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WhatToSaveBetweenBattles is the question.

On the one hand you may want to save everything you have learnt about the enemy. On the other hand it might be too much and result in too large files. In Robocode you only have 200K to save data. Schemes where you try to figure if you really need the learnt data next time you meet this enemy are tricky. In the RoboRumble@Home rankings you need to be tough against the tough and even tougher against the weak. Which might lead to a descision that you should try to remember each and every opponenet you meet. In RR@H currently that means you have aorund 1K per enemy.

1K per enemy means you might not be able to save the full segmented data you have collected on the enemy during the battle. Paul Evans suggested you might get away with saving only a "crib sheet". I have tried implementing this on top of GloomyDark's segmentation and do it the very brutest way. I iterate over each bucket in each segment to find what guess factor is the most visited. Then I zero out all other factors and set the most visited factor's count to a low number. This means I still save the whole array structure and can restore it the same way as before. This will make this scheme work in a MiniBot, but for a MegaBot I think there are much better ways.

-- PEZ

Please help updating this list of bots using CribSheet methods:

Please also use this page to discuss various approaches to crib sheet save/restore.


This procedure below is a little obfuscated because I used it in a mini bot (yet to be released mini version of Neo). What it does: saves/restores big int GFactors[9][6][3][3][32] to byte mx[6*3*3*9]. Note: only 0..30 offsets are de facto used, 31 (and possible higher) is fake one, indicating no data.
	void doit(boolean how){
	 int k=0;
	 do
	 {
         int[] curr=GFactors[k/54][(k/3)%6][k%3][(k/18)%3];
		   if (how) curr[mx[k]]=15; else
			{
			int i=0; int max=31; 
			do
			{   
			if (curr[i]>curr[max]) max=i;
			i++;
			} while(i<31);		
			mx[k]=(byte)max;
			}
          k++;
	 } while (k<6*3*3*9);
       }	

-- Frakir

I have stared at it for a while now... Can you maybe explain what's going on a bit more? -- PEZ

I think he posted some C code by mistake. --Wolfman

=) Nah, it's certainly C style, but valid Java code as far as I can see. -- PEZ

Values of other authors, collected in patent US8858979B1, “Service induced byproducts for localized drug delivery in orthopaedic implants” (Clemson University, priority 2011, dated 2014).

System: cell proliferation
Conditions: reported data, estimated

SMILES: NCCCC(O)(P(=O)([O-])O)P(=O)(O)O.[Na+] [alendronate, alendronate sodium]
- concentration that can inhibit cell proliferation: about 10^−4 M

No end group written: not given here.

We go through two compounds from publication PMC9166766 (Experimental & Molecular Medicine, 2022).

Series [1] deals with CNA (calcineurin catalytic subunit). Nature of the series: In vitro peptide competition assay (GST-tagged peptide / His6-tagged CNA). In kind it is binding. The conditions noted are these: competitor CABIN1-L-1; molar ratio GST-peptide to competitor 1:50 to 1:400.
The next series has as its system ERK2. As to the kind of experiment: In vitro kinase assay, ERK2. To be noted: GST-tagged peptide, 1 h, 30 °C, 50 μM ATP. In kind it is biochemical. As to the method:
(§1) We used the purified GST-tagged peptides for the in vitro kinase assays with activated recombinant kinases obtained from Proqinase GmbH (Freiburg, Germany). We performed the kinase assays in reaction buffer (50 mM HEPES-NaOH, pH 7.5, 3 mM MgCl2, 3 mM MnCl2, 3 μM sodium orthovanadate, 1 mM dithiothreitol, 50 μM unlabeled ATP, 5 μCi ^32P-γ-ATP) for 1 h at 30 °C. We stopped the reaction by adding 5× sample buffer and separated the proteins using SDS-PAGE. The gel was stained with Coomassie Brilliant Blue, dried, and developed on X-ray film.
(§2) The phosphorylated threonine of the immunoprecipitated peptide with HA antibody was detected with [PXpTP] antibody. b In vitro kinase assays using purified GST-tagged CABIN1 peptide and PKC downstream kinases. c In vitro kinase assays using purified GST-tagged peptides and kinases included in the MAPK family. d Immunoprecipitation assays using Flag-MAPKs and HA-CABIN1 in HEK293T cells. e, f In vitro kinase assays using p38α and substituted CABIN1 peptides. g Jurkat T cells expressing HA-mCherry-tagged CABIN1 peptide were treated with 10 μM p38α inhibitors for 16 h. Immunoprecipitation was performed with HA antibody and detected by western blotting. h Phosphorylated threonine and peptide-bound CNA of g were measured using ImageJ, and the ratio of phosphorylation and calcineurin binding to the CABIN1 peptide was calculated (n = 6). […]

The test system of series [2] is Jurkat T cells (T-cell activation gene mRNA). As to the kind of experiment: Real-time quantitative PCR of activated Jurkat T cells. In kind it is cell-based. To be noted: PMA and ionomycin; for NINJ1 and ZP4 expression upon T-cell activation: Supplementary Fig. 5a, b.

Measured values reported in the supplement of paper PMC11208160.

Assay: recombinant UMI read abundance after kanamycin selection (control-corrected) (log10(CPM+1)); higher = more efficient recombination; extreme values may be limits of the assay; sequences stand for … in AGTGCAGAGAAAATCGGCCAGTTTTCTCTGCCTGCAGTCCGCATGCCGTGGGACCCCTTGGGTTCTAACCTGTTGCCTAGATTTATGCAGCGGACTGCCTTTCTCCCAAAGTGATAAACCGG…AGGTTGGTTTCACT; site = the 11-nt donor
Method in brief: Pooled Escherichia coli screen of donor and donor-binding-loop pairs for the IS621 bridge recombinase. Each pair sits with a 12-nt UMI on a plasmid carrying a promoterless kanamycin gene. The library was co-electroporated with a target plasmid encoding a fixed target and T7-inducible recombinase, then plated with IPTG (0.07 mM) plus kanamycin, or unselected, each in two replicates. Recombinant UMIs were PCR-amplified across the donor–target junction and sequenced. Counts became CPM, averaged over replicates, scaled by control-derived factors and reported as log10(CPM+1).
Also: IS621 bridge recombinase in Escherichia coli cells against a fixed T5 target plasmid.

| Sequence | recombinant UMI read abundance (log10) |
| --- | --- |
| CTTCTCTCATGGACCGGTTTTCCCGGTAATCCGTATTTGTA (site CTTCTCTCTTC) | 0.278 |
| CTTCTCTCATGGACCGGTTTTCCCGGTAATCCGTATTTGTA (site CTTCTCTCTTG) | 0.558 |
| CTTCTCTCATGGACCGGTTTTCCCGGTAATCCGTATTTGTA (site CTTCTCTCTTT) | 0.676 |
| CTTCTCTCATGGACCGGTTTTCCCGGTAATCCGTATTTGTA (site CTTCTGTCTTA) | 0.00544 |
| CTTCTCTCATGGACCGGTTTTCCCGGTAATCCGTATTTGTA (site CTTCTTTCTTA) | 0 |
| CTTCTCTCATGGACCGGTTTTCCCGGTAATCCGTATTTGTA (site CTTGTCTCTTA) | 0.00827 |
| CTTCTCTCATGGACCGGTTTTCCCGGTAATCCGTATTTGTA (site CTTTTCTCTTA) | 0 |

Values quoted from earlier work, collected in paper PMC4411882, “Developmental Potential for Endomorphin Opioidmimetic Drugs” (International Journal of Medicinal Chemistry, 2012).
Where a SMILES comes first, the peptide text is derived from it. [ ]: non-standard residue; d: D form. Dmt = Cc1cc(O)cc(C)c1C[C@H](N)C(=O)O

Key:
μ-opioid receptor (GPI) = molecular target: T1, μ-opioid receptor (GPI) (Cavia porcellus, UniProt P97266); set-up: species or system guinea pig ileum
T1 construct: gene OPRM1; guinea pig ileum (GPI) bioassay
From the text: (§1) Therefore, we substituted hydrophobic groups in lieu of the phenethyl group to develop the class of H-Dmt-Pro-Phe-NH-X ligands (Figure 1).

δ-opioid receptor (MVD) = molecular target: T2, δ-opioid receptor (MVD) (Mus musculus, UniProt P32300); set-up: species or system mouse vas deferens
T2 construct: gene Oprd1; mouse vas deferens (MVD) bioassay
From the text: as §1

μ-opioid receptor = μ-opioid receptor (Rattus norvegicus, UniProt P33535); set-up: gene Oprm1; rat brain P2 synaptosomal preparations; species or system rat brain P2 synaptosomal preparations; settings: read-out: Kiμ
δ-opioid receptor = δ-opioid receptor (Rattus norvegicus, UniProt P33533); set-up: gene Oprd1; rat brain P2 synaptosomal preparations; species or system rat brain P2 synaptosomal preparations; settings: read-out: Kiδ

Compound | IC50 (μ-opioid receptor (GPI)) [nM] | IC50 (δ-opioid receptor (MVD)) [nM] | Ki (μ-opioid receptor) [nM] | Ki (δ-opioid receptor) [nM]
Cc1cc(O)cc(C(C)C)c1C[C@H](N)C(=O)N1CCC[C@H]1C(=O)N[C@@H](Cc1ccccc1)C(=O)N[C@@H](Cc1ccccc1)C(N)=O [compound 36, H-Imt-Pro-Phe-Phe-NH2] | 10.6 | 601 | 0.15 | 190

It looks like he's compressing all his segmentation dimensions into a single dimension. Looks like it should work quite well, assuming you don't have so many dimensions that the 6*3*3*9 bit would be more than max_int. -- Tango

Sorry for being unclear... The idea was to fit it in mini, so the line:

 int[] curr=GFactors[k/54][(k/3)%6][k%3][(k/18)%3];
replaces 4 loops by each array dimension. Then depending on boolean parameter best offset number is saved to one-dimensional byte array, or it is reseeded with some arbitrary number (15 in my case is 5 hits, forgot to mention that). And yes, my variable naming is definitely far from java-style :( I posted the code because it is rather compact, and it illustrates how to avoid many nested loops... -- Frakir

Interesting. Can you explain the magic numbers some as well? I think you would gain claratity by making the outer loop a for loop... And if you're worried about code size you probably should replace the 6*3*3*9 calculation with the result only. Or maybe the compiler takes care of that? -- PEZ

Just got back home... answering Tango: if you have more segments then max_int, you better make sure your bot/Java? VM runs on 64bit machines (you'll need more then 8Gb ram) :)

To further clarify 'magic numbers': I think I'll make an example (pseudo-code):

 //3 nested loops, 'classic way':
 int k=0;
 for (i0=0; i0<2;i0++)
  for (i1=0; i1<4;i1++)
   for (i2=0; i2<3;i2++)
   {
    //in this section you can always be sure
    //that i2==k%3, i1==(k/3)%4 and i0==k/(3*4);
    //now do something with myArray[i0][i1][i2];
   k++;
   }

 .....

 //now lets get rid of loops, same functionality:
 int k=0;
 do 
 {
 // do something with myArray[k/(3*4)][(k/3)%4][k%3];
 k++;
 } while (k<2*3*4);

About numeric constants: AFIK compiler reduces constant expressions during compilation; so writing Math.PI/4 don't take any more space then 0.785398 Not sure if function calls with constant parameters are resolved during compile in Java (like Math.sin(1)) -- Frakir

Many thanks! As always, I need an example to understand. I hope you never do this kind of obfuscation unless the codesize constraint calls for it. =) And I insist on that this is clearer:

for (int k=0; k<2*3*4; k++) {
    // do something with myArray[k/(3*4)][(k/3)%4][k%3];
}
Not only is it clearer, it makes "k" local to the loop scope. I think it's of equal codesize since the compiler will probably rewrite it as a "do {} while" for you.

-- PEZ

The compiler doesn't resolve things like Math.sin(1) at compile time - for awhile I was dividing things in FloodMini by funny constants that were just the sine of some number. It also will rewrite all for loops as while loops, not do-while loops (which is why you don't see very many for loops in nanobots). -- Kawigi

Some optimizations depend on the compiler. Jim and I noted that Griffon often got smaller when compiled on Jim's machine. But of course the compiler can't assume a function always returns the same given the same arguments. That would make the compiler pre-calculate a call like Math.random() (or a wrapper around it taking the boundaries as arguments) which is probably not what you want. =) -- PEZ


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Last edited May 9, 2006 23:16 EST by PEZ (diff)
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